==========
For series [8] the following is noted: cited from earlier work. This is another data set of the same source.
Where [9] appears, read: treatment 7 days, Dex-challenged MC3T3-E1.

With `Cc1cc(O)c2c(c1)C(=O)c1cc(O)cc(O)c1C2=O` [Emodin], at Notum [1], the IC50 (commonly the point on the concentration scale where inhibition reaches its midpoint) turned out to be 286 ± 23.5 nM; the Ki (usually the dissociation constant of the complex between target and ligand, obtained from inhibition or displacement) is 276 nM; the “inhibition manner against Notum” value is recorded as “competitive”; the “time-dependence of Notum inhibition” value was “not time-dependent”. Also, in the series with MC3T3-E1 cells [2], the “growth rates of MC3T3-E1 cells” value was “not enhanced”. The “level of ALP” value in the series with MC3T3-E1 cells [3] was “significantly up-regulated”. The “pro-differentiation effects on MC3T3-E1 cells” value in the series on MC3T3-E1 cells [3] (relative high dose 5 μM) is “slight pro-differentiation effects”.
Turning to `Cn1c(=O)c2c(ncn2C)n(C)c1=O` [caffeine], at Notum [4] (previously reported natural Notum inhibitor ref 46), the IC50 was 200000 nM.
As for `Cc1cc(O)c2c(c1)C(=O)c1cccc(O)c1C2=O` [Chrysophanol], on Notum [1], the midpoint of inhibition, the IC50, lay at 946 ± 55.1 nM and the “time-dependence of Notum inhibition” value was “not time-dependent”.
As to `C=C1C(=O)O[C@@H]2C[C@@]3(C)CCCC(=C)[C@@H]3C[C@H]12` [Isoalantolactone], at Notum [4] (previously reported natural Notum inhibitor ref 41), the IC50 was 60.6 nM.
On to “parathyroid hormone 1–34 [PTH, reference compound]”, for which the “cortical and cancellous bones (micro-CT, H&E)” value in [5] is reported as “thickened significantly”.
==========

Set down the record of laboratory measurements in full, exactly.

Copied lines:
For series [8] the following is noted: cited from earlier work. This is another data set of the same source.
Where [9] appears, read: treatment 7 days, Dex-challenged MC3T3-E1.

With `Cc1cc(O)c2c(c1)C(=O)c1cc(O)cc(O)c1C2=O` [Emodin], at Notum [1], the IC50 (commonly the point on the concentration scale where inhibition reaches its midpoint) turned out to be 286 ± 23.5 nM; the Ki (usually the dissociation constant of the complex between target and ligand, obtained from inhibition or displacement) is 276 nM; the “inhibition manner against Notum” value is recorded as “competitive”; the “time-dependence of Notum inhibition” value was “not time-dependent”. Also, in the series with MC3T3-E1 cells [2], the “growth rates of MC3T3-E1 cells” value was “not enhanced”. The “level of ALP” value in the series with MC3T3-E1 cells [3] was “significantly up-regulated”. The “pro-differentiation effects on MC3T3-E1 cells” value in the series on MC3T3-E1 cells [3] (relative high dose 5 μM) is “slight pro-differentiation effects”.
Turning to `Cn1c(=O)c2c(ncn2C)n(C)c1=O` [caffeine], at Notum [4] (previously reported natural Notum inhibitor ref 46), the IC50 was 200000 nM.
As for `Cc1cc(O)c2c(c1)C(=O)c1cccc(O)c1C2=O` [Chrysophanol], on Notum [1], the midpoint of inhibition, the IC50, lay at 946 ± 55.1 nM and the “time-dependence of Notum inhibition” value was “not time-dependent”.
As to `C=C1C(=O)O[C@@H]2C[C@@]3(C)CCCC(=C)[C@@H]3C[C@H]12` [Isoalantolactone], at Notum [4] (previously reported natural Notum inhibitor ref 41), the IC50 was 60.6 nM.
On to “parathyroid hormone 1–34 [PTH, reference compound]”, for which the “cortical and cancellous bones (micro-CT, H&E)” value in [5] is reported as “thickened significantly”.